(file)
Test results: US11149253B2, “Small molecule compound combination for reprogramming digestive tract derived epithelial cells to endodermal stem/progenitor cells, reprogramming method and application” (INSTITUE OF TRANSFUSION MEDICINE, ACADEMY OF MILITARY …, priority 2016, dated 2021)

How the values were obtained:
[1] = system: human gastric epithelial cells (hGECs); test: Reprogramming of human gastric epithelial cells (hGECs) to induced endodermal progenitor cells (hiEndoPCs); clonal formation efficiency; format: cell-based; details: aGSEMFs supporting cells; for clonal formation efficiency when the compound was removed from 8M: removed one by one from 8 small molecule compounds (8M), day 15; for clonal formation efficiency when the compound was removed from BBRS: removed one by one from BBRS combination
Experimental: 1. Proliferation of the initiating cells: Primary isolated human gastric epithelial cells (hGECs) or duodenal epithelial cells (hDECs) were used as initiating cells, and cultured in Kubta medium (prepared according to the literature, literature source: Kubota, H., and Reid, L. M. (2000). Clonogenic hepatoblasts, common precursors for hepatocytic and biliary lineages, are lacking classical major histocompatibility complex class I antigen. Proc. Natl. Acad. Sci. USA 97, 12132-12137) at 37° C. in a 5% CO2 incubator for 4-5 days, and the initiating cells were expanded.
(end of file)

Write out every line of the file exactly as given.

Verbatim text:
Test results: US11149253B2, “Small molecule compound combination for reprogramming digestive tract derived epithelial cells to endodermal stem/progenitor cells, reprogramming method and application” (INSTITUE OF TRANSFUSION MEDICINE, ACADEMY OF MILITARY …, priority 2016, dated 2021)

How the values were obtained:
[1] = system: human gastric epithelial cells (hGECs); test: Reprogramming of human gastric epithelial cells (hGECs) to induced endodermal progenitor cells (hiEndoPCs); clonal formation efficiency; format: cell-based; details: aGSEMFs supporting cells; for clonal formation efficiency when the compound was removed from 8M: removed one by one from 8 small molecule compounds (8M), day 15; for clonal formation efficiency when the compound was removed from BBRS: removed one by one from BBRS combination
Experimental: 1. Proliferation of the initiating cells: Primary isolated human gastric epithelial cells (hGECs) or duodenal epithelial cells (hDECs) were used as initiating cells, and cultured in Kubta medium (prepared according to the literature, literature source: Kubota, H., and Reid, L. M. (2000). Clonogenic hepatoblasts, common precursors for hepatocytic and biliary lineages, are lacking classical major histocompatibility complex class I antigen. Proc. Natl. Acad. Sci. USA 97, 12132-12137) at 37° C. in a 5% CO2 incubator for 4-5 days, and the initiating cells were expanded.